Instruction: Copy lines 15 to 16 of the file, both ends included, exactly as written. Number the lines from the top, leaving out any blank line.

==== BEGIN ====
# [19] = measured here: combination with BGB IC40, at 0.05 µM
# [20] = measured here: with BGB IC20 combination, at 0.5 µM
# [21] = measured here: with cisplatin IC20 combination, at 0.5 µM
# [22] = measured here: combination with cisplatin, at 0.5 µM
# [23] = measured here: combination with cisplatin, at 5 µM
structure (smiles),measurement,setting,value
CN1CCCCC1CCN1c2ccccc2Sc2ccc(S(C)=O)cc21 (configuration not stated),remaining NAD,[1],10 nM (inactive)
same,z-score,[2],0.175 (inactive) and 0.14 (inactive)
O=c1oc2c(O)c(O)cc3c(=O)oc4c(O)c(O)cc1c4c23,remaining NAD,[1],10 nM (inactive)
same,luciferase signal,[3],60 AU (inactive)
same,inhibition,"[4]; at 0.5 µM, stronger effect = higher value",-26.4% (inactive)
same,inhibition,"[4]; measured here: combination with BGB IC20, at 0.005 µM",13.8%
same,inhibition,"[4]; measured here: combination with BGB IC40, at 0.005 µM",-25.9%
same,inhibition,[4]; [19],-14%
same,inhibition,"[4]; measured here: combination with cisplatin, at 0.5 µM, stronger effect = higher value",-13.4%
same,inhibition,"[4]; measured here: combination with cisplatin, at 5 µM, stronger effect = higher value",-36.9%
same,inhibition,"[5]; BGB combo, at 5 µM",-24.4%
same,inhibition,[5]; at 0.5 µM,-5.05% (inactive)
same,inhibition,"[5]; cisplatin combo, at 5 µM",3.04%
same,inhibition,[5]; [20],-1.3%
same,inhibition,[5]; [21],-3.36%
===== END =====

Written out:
same,inhibition,"[4]; measured here: combination with cisplatin, at 0.5 µM, stronger effect = higher value",-13.4%
same,inhibition,"[4]; measured here: combination with cisplatin, at 5 µM, stronger effect = higher value",-36.9%